— Life of Adam Smith • John Rae

... in inviting my readers to study the true doctrine regarding the place of touch among the senses as laid down by Ruskin in Modern Painters, part iii. sec. 1, chap. ii.] ...
— Renaissance in Italy, Volumes 1 and 2 - The Catholic Reaction • John Addington Symonds

... old chap," he said. "I've just a bit of a job to do. It doesn't amount to anything, but—well, it's the sort of affair we don't ...
— The Devil's Paw • E. Phillips Oppenheim

... persevering, determined manner, a manner distinguished by tokens of latent power. For no one in praising him ever made the ordinary exclamations, 'Such a smart, energetic fellow,' 'So active and efficient,' 'A driving business chap.' No; on the contrary, one would set him down as quite the reverse, for he was always very quiet, never in a hurry, and by no means rapid in his motions. Yet he impressed you with an idea of his superiority, which his peculiar repose of manner served ...
— Continental Monthly, Vol. II. July, 1862. No. 1. • Various

... extraordinary manner that the captain had been compelled to relieve him of his duties. On descending to his berth, I found him seated upon a chest with his head sunk upon his hands, rocking himself to and fro. He is a big, powerful chap, clean-shaven, and very swarthy—something like Aldrige, who helped us in the bogus laundry affair. He jumped up when he heard my business, and I had my whistle to my lips to call a couple of river police, who ...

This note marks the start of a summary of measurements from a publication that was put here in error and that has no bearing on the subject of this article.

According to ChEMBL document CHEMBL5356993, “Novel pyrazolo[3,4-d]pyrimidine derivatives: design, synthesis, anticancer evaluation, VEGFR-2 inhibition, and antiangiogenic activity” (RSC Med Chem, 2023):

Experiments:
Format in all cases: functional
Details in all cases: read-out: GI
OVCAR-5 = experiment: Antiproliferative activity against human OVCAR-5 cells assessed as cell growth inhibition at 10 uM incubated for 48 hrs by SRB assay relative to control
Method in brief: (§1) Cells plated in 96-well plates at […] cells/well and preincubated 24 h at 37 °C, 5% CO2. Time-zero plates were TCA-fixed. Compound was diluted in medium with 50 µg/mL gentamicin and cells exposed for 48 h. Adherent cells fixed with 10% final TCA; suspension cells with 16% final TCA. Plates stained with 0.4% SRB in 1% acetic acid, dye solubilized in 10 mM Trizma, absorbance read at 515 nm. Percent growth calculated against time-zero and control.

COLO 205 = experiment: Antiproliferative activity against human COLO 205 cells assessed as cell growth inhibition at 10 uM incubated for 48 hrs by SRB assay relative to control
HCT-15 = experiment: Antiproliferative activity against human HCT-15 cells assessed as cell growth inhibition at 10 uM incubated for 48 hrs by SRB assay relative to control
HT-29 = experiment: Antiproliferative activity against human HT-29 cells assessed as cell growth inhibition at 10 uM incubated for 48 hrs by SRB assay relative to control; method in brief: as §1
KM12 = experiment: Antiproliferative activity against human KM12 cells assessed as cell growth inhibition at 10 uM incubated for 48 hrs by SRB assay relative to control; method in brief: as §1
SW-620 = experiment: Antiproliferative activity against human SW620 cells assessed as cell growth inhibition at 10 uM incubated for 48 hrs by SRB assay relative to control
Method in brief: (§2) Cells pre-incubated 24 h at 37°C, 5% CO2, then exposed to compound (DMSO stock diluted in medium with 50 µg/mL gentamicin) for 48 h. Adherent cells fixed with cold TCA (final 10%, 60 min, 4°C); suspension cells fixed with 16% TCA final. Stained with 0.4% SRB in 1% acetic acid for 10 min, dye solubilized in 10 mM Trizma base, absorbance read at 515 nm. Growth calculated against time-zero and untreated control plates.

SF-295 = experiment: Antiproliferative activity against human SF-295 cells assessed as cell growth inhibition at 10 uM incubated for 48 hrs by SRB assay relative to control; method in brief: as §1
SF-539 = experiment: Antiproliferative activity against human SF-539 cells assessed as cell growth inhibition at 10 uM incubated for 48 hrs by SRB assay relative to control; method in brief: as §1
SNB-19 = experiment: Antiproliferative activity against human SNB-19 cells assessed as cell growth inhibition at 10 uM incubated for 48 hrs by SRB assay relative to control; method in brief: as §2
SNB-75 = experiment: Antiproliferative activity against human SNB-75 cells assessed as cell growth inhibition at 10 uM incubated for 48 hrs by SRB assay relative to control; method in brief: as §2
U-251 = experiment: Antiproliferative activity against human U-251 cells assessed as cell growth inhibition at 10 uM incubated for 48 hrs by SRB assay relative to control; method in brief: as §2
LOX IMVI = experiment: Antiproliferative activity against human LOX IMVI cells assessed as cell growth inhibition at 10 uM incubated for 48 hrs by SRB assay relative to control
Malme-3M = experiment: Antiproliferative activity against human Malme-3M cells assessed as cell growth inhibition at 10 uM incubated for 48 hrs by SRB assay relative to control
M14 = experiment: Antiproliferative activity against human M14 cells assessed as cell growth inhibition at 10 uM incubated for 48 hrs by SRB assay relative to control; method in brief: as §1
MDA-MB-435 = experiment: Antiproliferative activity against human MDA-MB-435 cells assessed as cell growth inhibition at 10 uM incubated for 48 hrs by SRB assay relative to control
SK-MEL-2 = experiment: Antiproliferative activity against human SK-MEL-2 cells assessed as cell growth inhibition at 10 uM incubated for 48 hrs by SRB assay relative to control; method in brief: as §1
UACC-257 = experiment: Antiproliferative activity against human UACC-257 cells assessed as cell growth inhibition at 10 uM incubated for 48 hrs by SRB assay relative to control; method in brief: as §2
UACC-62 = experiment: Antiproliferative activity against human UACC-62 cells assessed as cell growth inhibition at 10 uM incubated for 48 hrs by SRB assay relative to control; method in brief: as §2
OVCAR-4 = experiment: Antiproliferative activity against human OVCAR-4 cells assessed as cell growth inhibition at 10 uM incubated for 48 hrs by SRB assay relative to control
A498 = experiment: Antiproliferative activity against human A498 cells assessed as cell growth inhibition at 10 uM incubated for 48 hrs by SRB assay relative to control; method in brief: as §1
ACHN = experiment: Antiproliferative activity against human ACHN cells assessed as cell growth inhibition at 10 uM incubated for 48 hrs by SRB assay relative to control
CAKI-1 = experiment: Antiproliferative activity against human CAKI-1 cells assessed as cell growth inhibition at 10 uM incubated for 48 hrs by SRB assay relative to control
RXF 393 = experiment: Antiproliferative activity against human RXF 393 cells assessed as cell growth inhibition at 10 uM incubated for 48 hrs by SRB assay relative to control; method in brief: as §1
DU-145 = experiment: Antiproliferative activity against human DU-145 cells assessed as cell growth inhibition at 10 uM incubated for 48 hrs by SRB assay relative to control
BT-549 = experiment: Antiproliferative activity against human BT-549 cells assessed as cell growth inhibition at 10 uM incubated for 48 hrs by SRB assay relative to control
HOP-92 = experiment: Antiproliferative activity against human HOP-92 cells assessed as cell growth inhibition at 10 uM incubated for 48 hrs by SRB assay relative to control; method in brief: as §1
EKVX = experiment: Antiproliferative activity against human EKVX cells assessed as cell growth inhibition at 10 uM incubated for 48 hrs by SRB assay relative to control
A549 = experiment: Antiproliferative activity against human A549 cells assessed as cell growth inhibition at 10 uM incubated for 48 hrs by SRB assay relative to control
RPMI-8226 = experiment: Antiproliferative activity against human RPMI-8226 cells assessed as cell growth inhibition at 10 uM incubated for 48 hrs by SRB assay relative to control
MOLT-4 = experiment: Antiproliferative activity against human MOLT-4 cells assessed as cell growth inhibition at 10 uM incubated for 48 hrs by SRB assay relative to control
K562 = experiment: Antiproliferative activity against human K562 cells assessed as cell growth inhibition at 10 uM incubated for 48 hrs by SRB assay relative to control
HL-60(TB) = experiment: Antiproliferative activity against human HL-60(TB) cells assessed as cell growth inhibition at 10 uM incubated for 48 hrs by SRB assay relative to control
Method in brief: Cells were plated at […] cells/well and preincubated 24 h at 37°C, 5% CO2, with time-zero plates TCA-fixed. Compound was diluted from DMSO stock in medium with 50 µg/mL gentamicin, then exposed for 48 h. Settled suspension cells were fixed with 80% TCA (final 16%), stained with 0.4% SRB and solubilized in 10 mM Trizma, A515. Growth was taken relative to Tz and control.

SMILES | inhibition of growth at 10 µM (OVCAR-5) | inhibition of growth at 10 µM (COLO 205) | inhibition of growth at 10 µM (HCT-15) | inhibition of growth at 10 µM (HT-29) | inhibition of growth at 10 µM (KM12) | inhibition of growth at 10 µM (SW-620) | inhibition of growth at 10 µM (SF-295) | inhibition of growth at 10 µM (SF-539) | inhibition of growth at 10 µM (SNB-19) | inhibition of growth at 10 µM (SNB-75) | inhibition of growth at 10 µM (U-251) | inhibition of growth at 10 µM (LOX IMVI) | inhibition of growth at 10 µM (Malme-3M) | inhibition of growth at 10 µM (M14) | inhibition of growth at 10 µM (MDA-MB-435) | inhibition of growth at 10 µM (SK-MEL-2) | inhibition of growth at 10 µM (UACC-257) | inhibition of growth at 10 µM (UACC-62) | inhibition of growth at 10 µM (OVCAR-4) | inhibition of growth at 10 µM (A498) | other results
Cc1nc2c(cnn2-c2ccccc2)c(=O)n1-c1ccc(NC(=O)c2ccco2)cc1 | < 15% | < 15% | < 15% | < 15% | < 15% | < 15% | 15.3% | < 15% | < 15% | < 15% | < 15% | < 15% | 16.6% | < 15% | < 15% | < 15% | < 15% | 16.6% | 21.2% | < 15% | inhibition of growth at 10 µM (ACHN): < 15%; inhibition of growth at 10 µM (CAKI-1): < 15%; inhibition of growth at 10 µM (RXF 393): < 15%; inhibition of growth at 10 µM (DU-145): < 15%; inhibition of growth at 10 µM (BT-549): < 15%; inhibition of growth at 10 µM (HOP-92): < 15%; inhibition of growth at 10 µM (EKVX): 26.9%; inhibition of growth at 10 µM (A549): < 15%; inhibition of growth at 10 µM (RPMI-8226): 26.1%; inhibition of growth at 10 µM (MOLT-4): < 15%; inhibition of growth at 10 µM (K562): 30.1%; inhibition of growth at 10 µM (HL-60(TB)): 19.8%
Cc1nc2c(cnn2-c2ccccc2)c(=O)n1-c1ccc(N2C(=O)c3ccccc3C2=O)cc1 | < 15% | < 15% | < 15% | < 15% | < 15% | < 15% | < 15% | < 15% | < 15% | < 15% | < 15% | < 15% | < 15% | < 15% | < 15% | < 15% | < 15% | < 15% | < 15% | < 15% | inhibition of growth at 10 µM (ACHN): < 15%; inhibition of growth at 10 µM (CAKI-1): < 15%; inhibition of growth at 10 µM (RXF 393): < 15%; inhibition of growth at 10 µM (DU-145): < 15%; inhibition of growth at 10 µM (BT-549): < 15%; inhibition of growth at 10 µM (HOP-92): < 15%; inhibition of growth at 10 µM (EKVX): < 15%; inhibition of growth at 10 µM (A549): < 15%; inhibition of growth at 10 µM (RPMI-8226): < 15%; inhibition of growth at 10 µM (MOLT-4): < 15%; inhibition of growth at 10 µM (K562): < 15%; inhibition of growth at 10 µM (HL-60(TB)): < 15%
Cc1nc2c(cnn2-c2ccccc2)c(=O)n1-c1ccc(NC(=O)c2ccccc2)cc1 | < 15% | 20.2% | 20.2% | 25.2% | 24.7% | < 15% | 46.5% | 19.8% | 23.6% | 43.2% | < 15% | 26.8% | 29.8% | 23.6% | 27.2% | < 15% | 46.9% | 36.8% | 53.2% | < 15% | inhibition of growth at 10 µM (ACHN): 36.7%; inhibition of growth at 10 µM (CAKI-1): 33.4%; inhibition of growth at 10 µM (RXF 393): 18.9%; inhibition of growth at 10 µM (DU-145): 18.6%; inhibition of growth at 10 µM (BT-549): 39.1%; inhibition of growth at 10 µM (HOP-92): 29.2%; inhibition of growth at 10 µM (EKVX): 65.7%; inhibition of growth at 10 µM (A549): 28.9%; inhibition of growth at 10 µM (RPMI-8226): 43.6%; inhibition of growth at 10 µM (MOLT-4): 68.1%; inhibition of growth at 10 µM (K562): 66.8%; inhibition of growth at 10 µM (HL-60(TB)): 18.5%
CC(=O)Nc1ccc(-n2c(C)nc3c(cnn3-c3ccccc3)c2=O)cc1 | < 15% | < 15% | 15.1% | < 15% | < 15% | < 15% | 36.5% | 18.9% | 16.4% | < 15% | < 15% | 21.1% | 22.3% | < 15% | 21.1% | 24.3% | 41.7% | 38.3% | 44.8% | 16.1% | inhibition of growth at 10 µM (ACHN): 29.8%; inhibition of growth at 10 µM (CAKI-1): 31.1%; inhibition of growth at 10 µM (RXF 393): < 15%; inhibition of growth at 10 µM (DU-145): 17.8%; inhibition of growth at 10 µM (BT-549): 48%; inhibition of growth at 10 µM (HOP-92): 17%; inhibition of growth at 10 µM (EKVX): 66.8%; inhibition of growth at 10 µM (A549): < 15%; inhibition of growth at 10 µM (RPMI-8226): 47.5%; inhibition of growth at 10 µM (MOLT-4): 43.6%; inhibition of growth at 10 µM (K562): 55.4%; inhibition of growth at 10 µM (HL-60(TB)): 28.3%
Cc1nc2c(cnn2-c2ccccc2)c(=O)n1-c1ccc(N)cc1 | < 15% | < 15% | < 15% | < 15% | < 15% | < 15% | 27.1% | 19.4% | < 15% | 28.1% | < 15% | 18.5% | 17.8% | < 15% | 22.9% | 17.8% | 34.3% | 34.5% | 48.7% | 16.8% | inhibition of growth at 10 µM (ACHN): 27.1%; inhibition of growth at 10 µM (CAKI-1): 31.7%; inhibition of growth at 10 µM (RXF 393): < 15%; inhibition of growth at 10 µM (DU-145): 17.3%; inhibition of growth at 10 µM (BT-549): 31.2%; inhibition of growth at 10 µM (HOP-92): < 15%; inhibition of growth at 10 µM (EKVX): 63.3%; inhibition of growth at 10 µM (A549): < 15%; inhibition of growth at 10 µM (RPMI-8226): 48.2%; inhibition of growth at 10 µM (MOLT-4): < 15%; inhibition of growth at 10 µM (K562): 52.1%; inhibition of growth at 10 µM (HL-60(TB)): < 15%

— The Adventure of the Cardboard Box • Arthur Conan Doyle

... great nobility and beauty from the Talmud and the old Jewish chap-books. "Eastern Stories and Legends," by ...
— The Story of Mankind • Hendrik van Loon

... any they had ever tasted. "We had great difficulty in getting her to sell us a second glass each; and she was right, for she had not much of it, and it must help her rarely to sell her goods. The husband seemed a surly sort of chap. I wonder such a pretty little woman ...
— The Treasure of the Incas • G. A. Henty

... I know it!" returned Jim, with masculine candour. "You have done quite enough mischief for the time, old chap, and had better lie low until things have blown over. I've a great deal too much respect for Maud, to suggest that she should adopt you as her lover the moment you are dropped by Lilias. Wait a year or two until you have made your position, and then come ...
— A Houseful of Girls • Mrs. George de Horne Vaizey

... taught them to expect that his work would shortly be carried to perfection, and to live in expectancy of his coming to complete all that he was now seeming to leave undone. This lesson of patience and expectancy is enforced in a group of parables preserved for us in Matthew (chap. xxv.), closing with the remarkable picture of the end of all things when the Master should return in glory as judge of all to make final announcement of the simplicity of God's requirement of righteousness, as it had been exhibited in the life which by the despite of men ...